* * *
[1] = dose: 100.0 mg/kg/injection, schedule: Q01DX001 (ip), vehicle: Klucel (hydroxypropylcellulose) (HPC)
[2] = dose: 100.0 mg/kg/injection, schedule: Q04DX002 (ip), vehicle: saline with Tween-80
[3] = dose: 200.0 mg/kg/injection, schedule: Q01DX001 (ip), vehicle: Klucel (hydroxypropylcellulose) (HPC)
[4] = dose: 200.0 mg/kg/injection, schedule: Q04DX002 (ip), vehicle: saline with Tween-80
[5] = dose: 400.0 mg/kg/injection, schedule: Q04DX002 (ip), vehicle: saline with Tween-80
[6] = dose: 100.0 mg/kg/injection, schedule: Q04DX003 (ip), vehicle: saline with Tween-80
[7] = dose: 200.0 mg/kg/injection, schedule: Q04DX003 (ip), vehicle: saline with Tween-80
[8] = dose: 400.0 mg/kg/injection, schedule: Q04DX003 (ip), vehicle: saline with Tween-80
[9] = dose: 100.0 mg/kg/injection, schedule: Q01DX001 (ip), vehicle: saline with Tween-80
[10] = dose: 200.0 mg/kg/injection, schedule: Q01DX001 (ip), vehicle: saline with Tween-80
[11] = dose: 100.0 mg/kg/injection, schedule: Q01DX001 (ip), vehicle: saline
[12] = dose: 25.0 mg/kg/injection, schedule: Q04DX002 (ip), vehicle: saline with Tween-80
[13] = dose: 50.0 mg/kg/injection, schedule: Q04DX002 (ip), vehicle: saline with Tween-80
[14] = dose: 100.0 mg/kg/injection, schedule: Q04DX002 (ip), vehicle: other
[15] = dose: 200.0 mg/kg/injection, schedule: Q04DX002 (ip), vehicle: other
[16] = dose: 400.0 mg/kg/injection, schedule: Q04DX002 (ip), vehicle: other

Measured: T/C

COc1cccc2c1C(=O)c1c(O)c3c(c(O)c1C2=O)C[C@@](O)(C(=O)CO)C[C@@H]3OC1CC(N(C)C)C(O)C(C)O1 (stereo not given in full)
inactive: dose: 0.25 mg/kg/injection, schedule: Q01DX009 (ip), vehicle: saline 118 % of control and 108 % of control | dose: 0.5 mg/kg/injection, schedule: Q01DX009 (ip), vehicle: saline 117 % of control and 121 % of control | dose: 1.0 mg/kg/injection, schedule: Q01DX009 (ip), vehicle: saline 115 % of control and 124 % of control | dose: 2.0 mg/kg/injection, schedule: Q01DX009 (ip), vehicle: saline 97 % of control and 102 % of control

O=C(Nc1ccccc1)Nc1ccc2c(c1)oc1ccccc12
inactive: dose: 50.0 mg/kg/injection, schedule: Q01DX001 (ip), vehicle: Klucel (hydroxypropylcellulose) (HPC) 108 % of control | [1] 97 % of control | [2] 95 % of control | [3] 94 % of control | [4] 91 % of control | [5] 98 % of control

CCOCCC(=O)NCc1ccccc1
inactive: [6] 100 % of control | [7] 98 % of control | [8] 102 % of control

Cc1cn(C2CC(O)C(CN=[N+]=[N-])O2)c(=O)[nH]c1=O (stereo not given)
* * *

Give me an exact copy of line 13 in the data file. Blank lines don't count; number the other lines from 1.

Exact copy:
[13] = dose: 50.0 mg/kg/injection, schedule: Q04DX002 (ip), vehicle: saline with Tween-80